By Victor Allison/reporter
Doctors and nurses have hundreds of responsibilities, and sometimes an accident can lead to a variety of issues. SE dietetics program students are taught how to prepare for career situations in order to prevent life-threatening mistakes from occurring.
Amy Wan, lab manager of the dietetics program on SE Campus recalls a time when one missed word almost led to a patient starving at a hospital she was working at.
It started after a patient reported a food allergy to cherry tomatoes. But rather than specify the cherry part, a nurse at the hospital noted in his meal chart that he was to have “no tomatoes.”
After that patient missed out on a couple meals, Wan discovered the error and realized the patient could have been eating those meals all along. The experience didn’t sit well and stuck with Wan.
She now emphasizes the importance of empathy and sensitivity in health care to her own students, and training students to have a caring bedside manner has become a core part of the program’s mission.
The program has brought in actors to help make that point, in order to play as a variety of patients with different preferences.
Some days, students in the Dietetics Program Center may run into a middle-aged Jewish patient named Mr. Robertson. He has diabetes but won’t give up the Diet Cokes and doesn’t want advised dietary changes to interfere with his kosher preferences.
On other days, the patient may be a practicing Taoist or Buddhist. The trick for students is to learn the cultural beliefs of the patient, then to work in partnership with them to tailor treatments to the patient’s preferences.
Mr. Robertson and the others are characters played by patient actors. Role-playing with actors helps to simulate challenges that students going into the medical field are likely to run into on the job.
“Part of the goal of simulation is to help students just to increase their communication skills,” said Christina Liew-Newville, the dietetics technician program director.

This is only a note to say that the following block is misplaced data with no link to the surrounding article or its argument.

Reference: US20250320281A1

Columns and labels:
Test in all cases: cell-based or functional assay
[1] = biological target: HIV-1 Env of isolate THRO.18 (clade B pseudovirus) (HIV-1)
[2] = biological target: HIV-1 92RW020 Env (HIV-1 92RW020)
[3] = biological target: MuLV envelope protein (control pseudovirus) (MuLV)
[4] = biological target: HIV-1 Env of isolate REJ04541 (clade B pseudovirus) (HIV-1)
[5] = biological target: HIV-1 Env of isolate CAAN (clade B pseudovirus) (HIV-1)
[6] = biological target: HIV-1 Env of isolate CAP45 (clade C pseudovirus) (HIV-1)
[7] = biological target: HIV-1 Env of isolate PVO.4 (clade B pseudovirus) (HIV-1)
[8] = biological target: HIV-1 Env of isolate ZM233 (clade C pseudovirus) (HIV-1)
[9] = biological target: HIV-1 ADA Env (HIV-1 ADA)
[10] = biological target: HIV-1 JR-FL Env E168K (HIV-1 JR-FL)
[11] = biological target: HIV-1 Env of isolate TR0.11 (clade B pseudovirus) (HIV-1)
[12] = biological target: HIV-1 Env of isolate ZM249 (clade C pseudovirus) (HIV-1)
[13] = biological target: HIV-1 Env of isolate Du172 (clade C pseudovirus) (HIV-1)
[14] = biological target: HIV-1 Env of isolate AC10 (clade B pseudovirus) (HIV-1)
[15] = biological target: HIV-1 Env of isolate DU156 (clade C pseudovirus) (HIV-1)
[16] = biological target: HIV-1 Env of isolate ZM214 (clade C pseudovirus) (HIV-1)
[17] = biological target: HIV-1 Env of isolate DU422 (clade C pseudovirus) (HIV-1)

Liew-Newville was the one who proposed the idea of using actors to simulate real-world experiences for students.
“[It teaches them] how to listen, how to paraphrase, how to summarize, how to reflect back, show empathy, respect and understanding the cultural components, sometimes a relationship component in there, understand every patient is a little bit different,” Liew-Newville said.
A cold, clinical approach is often standard for health care professionals who aren’t trained to be empathetic.
However, Wan insists this can cause patients to shut down and become a barrier to positive patient engagement. She says students have to put themselves in their shoes to find the best solutions.
Patient actor Jesse Humphreys, who has been with the program for about a year, said role-playing scenarios has shown him that insensitivity is not always the culprit, but the added headaches of a health care setting can make it difficult for professionals to be warm all the time.
“It can be a stressful time for them sometimes,” he said. “Not only do you have to get all the health sides of it, nutritional sides of it, cultural sensitivity, there’s a family member being irritable, noisy or bossy, you have to deal with.”
From her experience role-playing with students as a patient actor, anxiety can make professionals a little less engaging, patient actor Jasmine Shands said.
“It’s not them being malicious or bad people,” she said. “It’s nerve-wracking.”
This is the reason the true-to-life training is so vital, as it helps students overcome the discomfort of dealing with people, Wan said.
The interpersonal skills students learn in training would have been a huge help to her during her first year working with oncology patients, Wan said.
Dietetics major Cara Shiller said she already can see the benefits.
“It really helps me slow down, think, and to stop whenever a patient is asking questions,” she said.
“Hopefully, I can help the students overcome that barrier when they come with this degree,” Wan said. “And, hopefully, they’ll have more confidence in serving the community.”